Maybe social media really is the best way to fight this futile war on drugs

Grace Dent
Former legal highs, including the substance Spice, are now registered as Class B drugs – but that hasn't limited their popularity in Manchester: Rex

Two very different stories of the modern, social media-led war on drugs begin the week: one about the Class B drug ‘Spice’ in Greater Manchester, one about heroin in Lake County, Florida.

Both troubling and oddly dystopian; both equally open for criticism.

This weekend in Florida, Sheriff Peyton Grinnell posted a YouTube video intending to scare the bejeesus out of local heroin dealers. Flanked by a group of balaclava and flak jacket clad heavies, a skin-headed, utterly livid Grinnell stands behind a podium delivering a warning to sleep with one eye open to those people behind numerous local overdoses.

Grinnell is not wrong, in 2017, to believe YouTube is the way to reach millions of hearts and minds, rather than calling a local news station for a spot on the 6pm bulletin or touring schools to preach the timeworn tale that “users are losers”. Law enforcers have trod that path impotently for decades; who can blame them for embracing social media.

Still, the Sheriff’s YouTube performance is troubling, bordering on hysterical. His tactics, he’d hate me to say, I’m sure, seem influenced by jihadi propaganda: the anonymous, hovering brute force lurking by pontificating spokesperson; an inference that a far greater evil is at work amongst these people stridently aiming to create nirvana.

Grinnell hoped to embrace the future, and in doing so he created footage entirely in keeping with the futuristic baddies of the 1980s, as first seen in straight-to-VHS, Jean-Claude Van Damme saves the world again movies.

The biggest bloodbath so far has been the YouTube comments section underneath his missive, accusing Grinnell of being “f*** Florida Isis dickwad c****” and about him “beating off in the station bathroom to Mr Robot”. Other comments were less constructive.

In the social media era, young people can send flagrant abuse publicly to law-enforcers without any repercussion – unlike in, say, 1977 when merely rolling one’s eyes at a constable would result with him in your mother’s sitting room for two hours solidly threatening you with borstal.

At least, this was de rigeur back then in northwest of England, where it has been proven this weekend that today’s local law enforcers also have much bigger fish to fry in 2017.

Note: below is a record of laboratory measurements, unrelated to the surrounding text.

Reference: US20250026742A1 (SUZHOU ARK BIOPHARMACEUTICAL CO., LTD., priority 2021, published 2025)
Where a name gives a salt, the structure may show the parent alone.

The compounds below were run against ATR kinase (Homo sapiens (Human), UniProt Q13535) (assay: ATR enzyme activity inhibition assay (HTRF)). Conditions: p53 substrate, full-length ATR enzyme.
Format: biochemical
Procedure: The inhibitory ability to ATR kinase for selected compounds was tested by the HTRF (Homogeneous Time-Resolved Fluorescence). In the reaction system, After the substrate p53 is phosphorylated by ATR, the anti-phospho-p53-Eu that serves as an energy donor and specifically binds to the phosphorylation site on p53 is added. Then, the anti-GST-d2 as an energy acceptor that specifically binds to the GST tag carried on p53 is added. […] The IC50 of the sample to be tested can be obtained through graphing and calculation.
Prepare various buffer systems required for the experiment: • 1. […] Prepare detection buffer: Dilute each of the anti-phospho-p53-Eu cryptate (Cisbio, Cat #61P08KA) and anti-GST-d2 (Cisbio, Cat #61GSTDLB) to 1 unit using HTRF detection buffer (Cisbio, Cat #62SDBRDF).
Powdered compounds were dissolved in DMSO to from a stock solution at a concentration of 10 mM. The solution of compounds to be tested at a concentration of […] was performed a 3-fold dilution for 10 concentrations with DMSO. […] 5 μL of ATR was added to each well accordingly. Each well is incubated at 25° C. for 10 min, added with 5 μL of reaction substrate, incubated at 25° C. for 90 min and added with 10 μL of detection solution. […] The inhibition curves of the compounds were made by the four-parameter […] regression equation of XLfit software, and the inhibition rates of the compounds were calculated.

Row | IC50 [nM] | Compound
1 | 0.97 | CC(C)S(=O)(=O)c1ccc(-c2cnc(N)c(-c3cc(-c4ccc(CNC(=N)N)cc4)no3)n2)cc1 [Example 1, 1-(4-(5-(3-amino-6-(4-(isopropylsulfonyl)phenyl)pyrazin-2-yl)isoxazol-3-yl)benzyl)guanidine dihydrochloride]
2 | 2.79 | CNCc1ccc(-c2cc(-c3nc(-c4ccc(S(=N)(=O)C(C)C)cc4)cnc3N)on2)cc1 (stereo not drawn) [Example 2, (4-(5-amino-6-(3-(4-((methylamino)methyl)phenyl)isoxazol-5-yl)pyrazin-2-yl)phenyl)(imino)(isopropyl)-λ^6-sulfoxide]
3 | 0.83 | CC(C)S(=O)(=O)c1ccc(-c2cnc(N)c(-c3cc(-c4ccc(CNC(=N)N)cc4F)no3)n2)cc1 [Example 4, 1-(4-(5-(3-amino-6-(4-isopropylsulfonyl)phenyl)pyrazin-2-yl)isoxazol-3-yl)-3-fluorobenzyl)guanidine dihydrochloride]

Footage filmed by the Manchester Evening News, and released this weekend to social media, shows an unsettling vision of a city centre flooded by users of Spice. The effects of Spice are distressing, at least to the unaccustomed eyed – but the people of Manchester have grown all too accustomed of late. So while the MEN may find itself criticised over issues of consent for releasing video of users stumbling about like zombies or lying, roaring, in catatonic poses, this also feels very much like a city’s cry for help.

I feel rather grateful they filmed it in bite sized Facebook and Twitter nuggets, easy to share with others, for any small attempts I’ve made as a writer to address the subject have alerted me that there’s almost nothing one can mention about Spice without falling into Chris Morris “War on Cake” territory.

Spice: synthetic cannabis which turns users into staggering, hallucinating semi-monsters. Spice: you’ll end up covered in vomit and soiling oneself in a phonebox. Spice: other names ‘Black Mamba’, ‘Annihaliation’.

See. Unitentionally hilarious.

Spice: the drugs that’s flooded our prisons. In fact, some prisoners can’t get back into prison quick enough after finishing sentences to mule the stuff back in. (Not that it’s incredibly difficult, sources say, to schedule a drone delivery over the fence anyway.)

Although Spice was once legal, it is now reclassified as Class B, although one ex-prisoner I spoke to said that the producers of the drug are so far ahead of law-makers in terms of altering their product to find loopholes it already felt unfeasible that Spice could ever be truly stamped out through the law.

The War on Drugs has become murkier and increasingly multi-faceted. While I don’t, of course, hope for a future where we all take to the streets with iPhones to film the homeless, the addicted, the filthy and fallen, in the same spirit, I can’t blame Manchester Evening News for taking their situation to a global audience and saying “This is our truth”.

It is a fact that behind exciting talk of The Northern Powerhouse, The Guardian considering moving headquarters back to its spiritual home, Channel 4 potentially relocating to Salford’s MediaCityUK, or the growth in fine dining and luxury hotels, others in the northwest have not such rosy futures.

Personally, when I viewed the MEN Spice footage, my sympathies lay most with all the invisible minimum wage shop workers who arrive before dawn and lock up after dark and meet the destruction of this drug face on.

Using social media to fight back against the misery drugs create, here and in Florida, is not a perfect solution. But it has certainly got people’s attention.

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